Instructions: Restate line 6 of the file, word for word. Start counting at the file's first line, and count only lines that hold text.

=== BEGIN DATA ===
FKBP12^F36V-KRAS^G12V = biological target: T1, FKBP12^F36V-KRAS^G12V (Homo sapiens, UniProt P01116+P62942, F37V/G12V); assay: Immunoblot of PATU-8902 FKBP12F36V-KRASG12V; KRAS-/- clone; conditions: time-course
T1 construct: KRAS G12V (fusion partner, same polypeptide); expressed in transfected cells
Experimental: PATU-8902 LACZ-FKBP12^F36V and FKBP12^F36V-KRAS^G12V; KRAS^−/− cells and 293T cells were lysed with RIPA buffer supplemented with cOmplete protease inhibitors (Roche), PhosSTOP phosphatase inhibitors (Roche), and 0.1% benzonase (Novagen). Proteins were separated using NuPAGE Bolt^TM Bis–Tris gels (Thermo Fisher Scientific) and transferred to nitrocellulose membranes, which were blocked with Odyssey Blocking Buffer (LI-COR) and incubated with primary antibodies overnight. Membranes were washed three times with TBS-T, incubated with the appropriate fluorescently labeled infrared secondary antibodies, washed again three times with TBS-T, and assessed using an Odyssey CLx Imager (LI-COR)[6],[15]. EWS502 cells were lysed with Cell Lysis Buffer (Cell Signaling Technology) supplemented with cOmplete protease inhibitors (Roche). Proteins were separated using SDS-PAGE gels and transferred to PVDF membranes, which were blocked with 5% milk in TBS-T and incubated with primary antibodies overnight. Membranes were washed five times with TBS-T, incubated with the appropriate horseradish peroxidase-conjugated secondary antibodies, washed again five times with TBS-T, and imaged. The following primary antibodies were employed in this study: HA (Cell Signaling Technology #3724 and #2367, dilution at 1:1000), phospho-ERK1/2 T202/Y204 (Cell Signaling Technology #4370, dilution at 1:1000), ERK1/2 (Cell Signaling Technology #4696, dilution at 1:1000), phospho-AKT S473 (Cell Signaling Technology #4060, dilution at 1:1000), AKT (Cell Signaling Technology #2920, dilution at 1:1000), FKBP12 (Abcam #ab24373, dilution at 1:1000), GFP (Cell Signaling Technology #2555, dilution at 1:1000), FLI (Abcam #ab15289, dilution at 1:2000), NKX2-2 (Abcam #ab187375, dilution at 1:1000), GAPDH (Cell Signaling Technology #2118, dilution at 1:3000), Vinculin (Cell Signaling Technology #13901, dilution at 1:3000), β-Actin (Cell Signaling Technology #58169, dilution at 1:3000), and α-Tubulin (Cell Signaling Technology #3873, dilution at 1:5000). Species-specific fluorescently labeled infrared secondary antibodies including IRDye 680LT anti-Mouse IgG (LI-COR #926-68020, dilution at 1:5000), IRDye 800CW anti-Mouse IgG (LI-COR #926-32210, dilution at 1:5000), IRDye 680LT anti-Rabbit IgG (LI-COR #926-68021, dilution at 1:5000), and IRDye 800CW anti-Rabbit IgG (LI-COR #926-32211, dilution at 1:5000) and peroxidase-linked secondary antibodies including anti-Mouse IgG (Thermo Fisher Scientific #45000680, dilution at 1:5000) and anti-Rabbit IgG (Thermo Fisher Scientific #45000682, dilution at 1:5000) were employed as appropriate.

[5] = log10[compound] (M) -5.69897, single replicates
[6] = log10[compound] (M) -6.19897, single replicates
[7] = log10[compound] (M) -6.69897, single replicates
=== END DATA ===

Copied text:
[7] = log10[compound] (M) -6.69897, single replicates